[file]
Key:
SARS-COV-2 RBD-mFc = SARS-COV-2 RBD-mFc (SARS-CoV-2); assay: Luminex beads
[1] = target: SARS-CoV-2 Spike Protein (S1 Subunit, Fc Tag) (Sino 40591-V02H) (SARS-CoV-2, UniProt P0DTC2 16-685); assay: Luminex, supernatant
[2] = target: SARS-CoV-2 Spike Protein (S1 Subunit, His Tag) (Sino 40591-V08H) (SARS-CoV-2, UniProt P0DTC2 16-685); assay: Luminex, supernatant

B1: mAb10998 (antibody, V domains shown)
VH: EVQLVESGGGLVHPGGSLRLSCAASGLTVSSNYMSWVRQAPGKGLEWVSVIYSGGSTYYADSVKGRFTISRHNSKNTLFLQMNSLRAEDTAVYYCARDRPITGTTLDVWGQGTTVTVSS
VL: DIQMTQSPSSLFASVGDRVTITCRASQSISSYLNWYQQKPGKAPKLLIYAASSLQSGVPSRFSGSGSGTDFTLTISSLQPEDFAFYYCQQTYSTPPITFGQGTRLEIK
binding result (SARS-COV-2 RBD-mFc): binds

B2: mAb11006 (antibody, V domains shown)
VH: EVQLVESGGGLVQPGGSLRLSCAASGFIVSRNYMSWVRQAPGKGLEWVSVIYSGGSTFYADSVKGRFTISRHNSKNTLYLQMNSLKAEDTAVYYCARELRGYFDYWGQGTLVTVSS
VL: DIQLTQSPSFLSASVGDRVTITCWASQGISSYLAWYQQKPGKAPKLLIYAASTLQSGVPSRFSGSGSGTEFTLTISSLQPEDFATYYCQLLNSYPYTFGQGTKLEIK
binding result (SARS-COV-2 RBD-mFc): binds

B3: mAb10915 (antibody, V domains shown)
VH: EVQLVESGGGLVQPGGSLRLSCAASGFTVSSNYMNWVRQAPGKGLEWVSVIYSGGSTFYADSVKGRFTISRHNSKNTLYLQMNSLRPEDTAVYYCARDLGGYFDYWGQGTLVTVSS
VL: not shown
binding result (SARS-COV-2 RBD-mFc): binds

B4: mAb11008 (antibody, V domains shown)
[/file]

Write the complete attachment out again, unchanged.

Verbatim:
Key:
SARS-COV-2 RBD-mFc = SARS-COV-2 RBD-mFc (SARS-CoV-2); assay: Luminex beads
[1] = target: SARS-CoV-2 Spike Protein (S1 Subunit, Fc Tag) (Sino 40591-V02H) (SARS-CoV-2, UniProt P0DTC2 16-685); assay: Luminex, supernatant
[2] = target: SARS-CoV-2 Spike Protein (S1 Subunit, His Tag) (Sino 40591-V08H) (SARS-CoV-2, UniProt P0DTC2 16-685); assay: Luminex, supernatant

B1: mAb10998 (antibody, V domains shown)
VH: EVQLVESGGGLVHPGGSLRLSCAASGLTVSSNYMSWVRQAPGKGLEWVSVIYSGGSTYYADSVKGRFTISRHNSKNTLFLQMNSLRAEDTAVYYCARDRPITGTTLDVWGQGTTVTVSS
VL: DIQMTQSPSSLFASVGDRVTITCRASQSISSYLNWYQQKPGKAPKLLIYAASSLQSGVPSRFSGSGSGTDFTLTISSLQPEDFAFYYCQQTYSTPPITFGQGTRLEIK
binding result (SARS-COV-2 RBD-mFc): binds

B2: mAb11006 (antibody, V domains shown)
VH: EVQLVESGGGLVQPGGSLRLSCAASGFIVSRNYMSWVRQAPGKGLEWVSVIYSGGSTFYADSVKGRFTISRHNSKNTLYLQMNSLKAEDTAVYYCARELRGYFDYWGQGTLVTVSS
VL: DIQLTQSPSFLSASVGDRVTITCWASQGISSYLAWYQQKPGKAPKLLIYAASTLQSGVPSRFSGSGSGTEFTLTISSLQPEDFATYYCQLLNSYPYTFGQGTKLEIK
binding result (SARS-COV-2 RBD-mFc): binds

B3: mAb10915 (antibody, V domains shown)
VH: EVQLVESGGGLVQPGGSLRLSCAASGFTVSSNYMNWVRQAPGKGLEWVSVIYSGGSTFYADSVKGRFTISRHNSKNTLYLQMNSLRPEDTAVYYCARDLGGYFDYWGQGTLVTVSS
VL: not shown
binding result (SARS-COV-2 RBD-mFc): binds

B4: mAb11008 (antibody, V domains shown)